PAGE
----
My nephew asked me this morning, “Uncle have you been raising the sacred peace-pipe lately?” My reply was, “Nephew when we walk the Good Red Road of peace, we become the sacred medicine pipe.”
Peace is a Way of Being
Peace is not only an external force in nature and relationships. Peace is an internal state of being. We two legged have a unique place in mother nature. We are one of the rare creatures who can choose the Wolf of Light or can give into the Wolf of Darkness. Both paths are open to us at all times of day and night.
Learning to walk the “good red road” is taught to children from an early age. In every culture it is slightly unique. In First Nations ways, we teach awareness of interconnection. We teach perception of empathy and being at-one with other beings. We teach responsibility to others and to creation. We teach service and humility, in actions, deeds, and ways of expressing respect and care. When a child is growing up they see adults praying, doing ceremony, and in prayer or meditation. They learn by seeing and by participating.
In Buddhist cultures, and many Hindu cultures, children learn in similar ways by seeing and participating. Buddhists practice forms of mindfulness. These ways of practical mind-awareness become part of everyday life, ceremonies, and cultural ways. These are passed down to the next generations.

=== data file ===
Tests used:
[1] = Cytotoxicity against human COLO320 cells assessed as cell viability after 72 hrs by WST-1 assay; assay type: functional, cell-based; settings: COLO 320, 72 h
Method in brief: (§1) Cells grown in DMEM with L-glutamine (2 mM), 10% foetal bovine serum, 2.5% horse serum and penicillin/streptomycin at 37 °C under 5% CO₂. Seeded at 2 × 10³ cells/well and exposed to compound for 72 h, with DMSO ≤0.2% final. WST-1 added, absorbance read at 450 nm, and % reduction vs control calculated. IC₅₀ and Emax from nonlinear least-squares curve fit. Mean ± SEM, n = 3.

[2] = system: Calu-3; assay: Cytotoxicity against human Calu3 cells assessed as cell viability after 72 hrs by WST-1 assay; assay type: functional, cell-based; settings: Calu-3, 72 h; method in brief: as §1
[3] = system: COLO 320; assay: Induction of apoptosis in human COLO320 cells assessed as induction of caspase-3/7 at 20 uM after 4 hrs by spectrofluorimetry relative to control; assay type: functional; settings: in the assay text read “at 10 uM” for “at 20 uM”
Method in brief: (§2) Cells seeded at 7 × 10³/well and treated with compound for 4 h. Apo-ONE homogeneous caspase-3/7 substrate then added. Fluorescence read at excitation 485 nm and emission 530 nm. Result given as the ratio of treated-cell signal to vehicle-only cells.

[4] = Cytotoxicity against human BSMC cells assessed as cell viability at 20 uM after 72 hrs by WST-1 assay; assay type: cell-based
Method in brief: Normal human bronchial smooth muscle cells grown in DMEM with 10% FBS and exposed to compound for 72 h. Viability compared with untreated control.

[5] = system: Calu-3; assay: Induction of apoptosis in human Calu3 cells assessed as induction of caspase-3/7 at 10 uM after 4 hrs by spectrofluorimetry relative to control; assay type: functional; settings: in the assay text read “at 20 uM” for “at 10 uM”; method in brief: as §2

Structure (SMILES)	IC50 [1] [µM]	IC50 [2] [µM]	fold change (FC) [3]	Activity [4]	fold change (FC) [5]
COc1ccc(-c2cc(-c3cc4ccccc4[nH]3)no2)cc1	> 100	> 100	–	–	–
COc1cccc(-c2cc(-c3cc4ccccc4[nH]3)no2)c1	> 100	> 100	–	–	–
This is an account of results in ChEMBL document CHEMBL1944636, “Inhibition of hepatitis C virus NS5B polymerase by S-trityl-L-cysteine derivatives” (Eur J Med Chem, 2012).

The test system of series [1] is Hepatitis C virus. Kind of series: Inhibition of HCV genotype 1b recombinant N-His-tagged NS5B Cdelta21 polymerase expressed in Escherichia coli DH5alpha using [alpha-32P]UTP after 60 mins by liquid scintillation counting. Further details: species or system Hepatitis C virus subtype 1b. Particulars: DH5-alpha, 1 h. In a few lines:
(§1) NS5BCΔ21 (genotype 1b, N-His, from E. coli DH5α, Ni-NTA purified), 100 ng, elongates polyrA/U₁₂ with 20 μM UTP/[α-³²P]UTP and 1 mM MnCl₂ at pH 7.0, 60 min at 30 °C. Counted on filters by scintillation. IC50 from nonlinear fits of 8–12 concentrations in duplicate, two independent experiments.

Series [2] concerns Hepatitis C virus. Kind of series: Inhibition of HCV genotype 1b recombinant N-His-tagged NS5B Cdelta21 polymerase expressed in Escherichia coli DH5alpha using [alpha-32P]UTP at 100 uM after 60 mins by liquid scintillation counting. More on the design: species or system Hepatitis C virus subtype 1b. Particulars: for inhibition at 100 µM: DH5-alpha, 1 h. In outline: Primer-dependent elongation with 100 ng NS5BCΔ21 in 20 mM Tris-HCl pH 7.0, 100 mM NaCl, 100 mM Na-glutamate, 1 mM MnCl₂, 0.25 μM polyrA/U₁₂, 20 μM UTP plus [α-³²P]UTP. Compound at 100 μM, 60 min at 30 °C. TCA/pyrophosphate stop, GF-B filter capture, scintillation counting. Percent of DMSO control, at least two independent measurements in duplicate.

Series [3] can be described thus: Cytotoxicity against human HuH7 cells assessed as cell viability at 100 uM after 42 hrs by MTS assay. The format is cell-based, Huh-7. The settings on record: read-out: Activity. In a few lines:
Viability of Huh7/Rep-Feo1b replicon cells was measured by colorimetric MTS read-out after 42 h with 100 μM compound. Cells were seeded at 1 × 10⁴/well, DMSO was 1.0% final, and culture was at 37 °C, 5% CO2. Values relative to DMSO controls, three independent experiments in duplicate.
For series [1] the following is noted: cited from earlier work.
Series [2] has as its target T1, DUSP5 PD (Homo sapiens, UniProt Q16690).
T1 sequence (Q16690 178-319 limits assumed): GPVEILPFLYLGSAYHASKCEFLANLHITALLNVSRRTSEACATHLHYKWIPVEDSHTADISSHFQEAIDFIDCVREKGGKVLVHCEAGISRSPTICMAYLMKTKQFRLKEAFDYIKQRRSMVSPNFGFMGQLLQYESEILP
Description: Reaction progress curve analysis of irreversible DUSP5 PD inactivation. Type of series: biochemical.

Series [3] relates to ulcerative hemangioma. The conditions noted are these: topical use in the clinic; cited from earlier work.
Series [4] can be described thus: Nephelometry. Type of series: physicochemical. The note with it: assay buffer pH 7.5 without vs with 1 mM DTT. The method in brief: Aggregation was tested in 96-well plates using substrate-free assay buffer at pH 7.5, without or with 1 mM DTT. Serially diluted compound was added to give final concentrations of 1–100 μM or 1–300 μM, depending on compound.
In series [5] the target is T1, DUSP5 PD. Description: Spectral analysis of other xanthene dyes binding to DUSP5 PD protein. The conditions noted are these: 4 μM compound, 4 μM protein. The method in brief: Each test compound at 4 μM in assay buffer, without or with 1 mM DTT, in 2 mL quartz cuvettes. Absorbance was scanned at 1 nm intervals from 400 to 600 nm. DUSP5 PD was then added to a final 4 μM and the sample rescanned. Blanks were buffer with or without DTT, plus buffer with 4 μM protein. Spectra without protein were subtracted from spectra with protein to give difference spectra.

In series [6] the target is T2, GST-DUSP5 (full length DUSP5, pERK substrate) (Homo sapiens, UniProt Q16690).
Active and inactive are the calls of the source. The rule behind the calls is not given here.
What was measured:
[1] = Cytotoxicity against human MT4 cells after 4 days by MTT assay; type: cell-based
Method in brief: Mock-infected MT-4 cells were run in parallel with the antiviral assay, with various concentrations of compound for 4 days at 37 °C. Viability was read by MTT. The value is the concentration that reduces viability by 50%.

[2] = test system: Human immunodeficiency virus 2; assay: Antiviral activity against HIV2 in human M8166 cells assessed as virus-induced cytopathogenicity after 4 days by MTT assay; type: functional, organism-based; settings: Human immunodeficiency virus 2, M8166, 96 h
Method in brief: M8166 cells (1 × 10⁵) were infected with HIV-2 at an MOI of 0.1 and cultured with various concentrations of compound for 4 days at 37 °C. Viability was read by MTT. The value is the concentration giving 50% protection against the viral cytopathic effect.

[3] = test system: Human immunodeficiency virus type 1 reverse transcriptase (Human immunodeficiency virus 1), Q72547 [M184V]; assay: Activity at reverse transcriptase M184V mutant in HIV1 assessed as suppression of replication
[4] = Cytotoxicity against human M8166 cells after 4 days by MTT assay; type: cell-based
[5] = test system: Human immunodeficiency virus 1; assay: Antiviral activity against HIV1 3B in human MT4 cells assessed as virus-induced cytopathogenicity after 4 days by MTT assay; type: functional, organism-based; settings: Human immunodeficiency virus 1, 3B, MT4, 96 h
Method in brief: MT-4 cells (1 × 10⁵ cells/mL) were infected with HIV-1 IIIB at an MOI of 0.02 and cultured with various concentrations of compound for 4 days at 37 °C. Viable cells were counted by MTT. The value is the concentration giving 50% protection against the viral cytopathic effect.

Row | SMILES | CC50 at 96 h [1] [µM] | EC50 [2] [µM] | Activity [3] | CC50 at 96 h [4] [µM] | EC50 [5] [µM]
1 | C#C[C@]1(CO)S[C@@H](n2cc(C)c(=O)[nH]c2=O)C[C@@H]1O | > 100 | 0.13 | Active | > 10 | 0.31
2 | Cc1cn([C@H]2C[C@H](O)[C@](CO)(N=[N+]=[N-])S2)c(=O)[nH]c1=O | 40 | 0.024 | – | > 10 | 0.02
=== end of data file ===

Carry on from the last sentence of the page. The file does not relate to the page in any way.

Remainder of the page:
In western cultures the full integrity of such traditions became fractured during the industrial revolution when families were cut off from children by heavy-laden work in factories and forced labour. Children were also forced into labour. In times of war and hardship, the stress and anxiety in the air disrupts natural lifestyles and survival mode kicks in, children internalise other kinds of patterns. The ways and states of mind that come along with the Wolf of Darkness may become more prominent in day to day life.
Peace is a Choice and an Imperative
Peace in today’s world is not just naturalised in everyday life. Peace is woven into the fabric of social customs, structures, laws, legislations, treaties, and into national and international standards. Peace is also based on a firm set of hard won and we hope mutual objective and shared realities.